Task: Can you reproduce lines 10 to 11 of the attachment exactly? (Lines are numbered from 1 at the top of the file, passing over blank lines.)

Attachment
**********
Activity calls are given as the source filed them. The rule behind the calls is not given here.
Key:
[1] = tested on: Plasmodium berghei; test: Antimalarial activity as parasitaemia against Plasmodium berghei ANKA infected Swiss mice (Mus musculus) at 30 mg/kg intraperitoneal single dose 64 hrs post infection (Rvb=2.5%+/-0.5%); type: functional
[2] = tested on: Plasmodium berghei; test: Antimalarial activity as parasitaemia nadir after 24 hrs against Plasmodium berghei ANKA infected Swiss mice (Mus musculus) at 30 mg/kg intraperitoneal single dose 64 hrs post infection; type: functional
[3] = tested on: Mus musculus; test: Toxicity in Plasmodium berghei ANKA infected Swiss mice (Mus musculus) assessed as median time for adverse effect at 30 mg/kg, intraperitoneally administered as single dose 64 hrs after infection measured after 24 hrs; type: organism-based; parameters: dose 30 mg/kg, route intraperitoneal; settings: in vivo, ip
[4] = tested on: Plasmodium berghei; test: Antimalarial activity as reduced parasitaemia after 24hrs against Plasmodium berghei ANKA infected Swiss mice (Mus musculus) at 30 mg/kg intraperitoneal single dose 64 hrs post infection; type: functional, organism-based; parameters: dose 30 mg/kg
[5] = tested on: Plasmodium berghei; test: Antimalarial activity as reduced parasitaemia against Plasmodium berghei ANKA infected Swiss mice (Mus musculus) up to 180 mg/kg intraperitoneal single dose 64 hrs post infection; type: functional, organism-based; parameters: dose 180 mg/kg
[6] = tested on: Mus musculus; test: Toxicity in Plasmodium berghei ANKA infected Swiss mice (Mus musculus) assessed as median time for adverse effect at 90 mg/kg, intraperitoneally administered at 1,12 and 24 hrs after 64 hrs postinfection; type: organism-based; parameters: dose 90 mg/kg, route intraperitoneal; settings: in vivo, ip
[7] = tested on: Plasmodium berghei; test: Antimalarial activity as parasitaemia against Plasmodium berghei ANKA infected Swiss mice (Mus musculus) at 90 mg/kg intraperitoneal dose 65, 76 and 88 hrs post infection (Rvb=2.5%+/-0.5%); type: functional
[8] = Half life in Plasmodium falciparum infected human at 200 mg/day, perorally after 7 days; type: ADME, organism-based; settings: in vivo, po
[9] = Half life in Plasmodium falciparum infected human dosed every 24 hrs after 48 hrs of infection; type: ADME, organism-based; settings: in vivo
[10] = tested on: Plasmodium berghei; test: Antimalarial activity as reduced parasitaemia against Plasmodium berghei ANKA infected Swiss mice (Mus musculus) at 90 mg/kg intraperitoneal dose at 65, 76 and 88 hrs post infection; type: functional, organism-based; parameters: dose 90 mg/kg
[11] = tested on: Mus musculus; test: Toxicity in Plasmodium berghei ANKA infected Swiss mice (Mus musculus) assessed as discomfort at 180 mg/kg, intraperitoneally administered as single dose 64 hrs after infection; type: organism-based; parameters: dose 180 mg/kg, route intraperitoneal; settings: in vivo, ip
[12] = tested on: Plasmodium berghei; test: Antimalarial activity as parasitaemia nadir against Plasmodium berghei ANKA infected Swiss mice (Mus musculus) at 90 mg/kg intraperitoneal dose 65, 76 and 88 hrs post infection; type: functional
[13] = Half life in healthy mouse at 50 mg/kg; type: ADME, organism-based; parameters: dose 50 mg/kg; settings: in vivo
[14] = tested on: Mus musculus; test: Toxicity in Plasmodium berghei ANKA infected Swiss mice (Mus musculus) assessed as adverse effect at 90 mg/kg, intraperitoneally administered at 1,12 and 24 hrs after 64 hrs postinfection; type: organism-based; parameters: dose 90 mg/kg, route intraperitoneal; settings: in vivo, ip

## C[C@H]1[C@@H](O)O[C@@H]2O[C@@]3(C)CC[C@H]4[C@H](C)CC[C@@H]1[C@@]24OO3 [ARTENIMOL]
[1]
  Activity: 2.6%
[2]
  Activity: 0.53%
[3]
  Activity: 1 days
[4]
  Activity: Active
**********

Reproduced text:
[8] = Half life in Plasmodium falciparum infected human at 200 mg/day, perorally after 7 days; type: ADME, organism-based; settings: in vivo, po
[9] = Half life in Plasmodium falciparum infected human dosed every 24 hrs after 48 hrs of infection; type: ADME, organism-based; settings: in vivo